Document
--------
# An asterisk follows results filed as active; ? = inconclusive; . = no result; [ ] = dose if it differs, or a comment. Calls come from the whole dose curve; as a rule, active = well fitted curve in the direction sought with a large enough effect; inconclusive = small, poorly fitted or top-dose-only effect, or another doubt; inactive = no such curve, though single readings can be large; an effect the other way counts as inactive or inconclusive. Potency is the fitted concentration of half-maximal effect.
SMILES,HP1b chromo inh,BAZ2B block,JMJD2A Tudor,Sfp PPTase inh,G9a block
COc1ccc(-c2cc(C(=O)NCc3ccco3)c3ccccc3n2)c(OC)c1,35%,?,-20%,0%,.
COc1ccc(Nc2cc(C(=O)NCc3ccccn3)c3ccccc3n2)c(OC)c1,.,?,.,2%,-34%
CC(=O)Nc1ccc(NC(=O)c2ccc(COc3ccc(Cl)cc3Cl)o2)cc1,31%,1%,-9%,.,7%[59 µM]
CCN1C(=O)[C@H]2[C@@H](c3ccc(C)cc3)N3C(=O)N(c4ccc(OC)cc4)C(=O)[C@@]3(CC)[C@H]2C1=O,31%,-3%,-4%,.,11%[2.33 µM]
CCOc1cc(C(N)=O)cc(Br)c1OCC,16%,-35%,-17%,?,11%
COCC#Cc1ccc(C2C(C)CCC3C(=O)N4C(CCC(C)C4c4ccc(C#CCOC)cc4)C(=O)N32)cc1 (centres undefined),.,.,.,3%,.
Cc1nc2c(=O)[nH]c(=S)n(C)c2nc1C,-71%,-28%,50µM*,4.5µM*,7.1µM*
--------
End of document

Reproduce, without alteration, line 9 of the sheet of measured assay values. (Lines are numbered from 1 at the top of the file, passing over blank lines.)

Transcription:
Cc1nc2c(=O)[nH]c(=S)n(C)c2nc1C,-71%,-28%,50µM*,4.5µM*,7.1µM*